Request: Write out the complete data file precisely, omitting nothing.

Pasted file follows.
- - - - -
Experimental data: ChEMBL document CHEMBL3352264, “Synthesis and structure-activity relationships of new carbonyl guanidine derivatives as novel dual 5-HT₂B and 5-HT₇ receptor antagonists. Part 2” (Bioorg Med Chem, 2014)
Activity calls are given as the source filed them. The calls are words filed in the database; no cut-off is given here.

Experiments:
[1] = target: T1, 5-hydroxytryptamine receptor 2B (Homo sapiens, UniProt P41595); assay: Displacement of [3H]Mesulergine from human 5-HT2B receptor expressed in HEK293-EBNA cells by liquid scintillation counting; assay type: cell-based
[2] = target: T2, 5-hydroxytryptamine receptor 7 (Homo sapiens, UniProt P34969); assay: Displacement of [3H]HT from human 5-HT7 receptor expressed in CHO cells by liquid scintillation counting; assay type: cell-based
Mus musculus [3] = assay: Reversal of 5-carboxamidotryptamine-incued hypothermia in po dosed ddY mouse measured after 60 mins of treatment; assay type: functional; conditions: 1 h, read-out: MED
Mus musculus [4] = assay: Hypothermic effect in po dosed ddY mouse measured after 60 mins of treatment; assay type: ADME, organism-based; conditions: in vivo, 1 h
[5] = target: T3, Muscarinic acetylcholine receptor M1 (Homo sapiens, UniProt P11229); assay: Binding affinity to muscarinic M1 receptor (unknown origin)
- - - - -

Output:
Experimental data: ChEMBL document CHEMBL3352264, “Synthesis and structure-activity relationships of new carbonyl guanidine derivatives as novel dual 5-HT₂B and 5-HT₇ receptor antagonists. Part 2” (Bioorg Med Chem, 2014)
Activity calls are given as the source filed them. The calls are words filed in the database; no cut-off is given here.

Experiments:
[1] = target: T1, 5-hydroxytryptamine receptor 2B (Homo sapiens, UniProt P41595); assay: Displacement of [3H]Mesulergine from human 5-HT2B receptor expressed in HEK293-EBNA cells by liquid scintillation counting; assay type: cell-based
[2] = target: T2, 5-hydroxytryptamine receptor 7 (Homo sapiens, UniProt P34969); assay: Displacement of [3H]HT from human 5-HT7 receptor expressed in CHO cells by liquid scintillation counting; assay type: cell-based
Mus musculus [3] = assay: Reversal of 5-carboxamidotryptamine-incued hypothermia in po dosed ddY mouse measured after 60 mins of treatment; assay type: functional; conditions: 1 h, read-out: MED
Mus musculus [4] = assay: Hypothermic effect in po dosed ddY mouse measured after 60 mins of treatment; assay type: ADME, organism-based; conditions: in vivo, 1 h
[5] = target: T3, Muscarinic acetylcholine receptor M1 (Homo sapiens, UniProt P11229); assay: Binding affinity to muscarinic M1 receptor (unknown origin)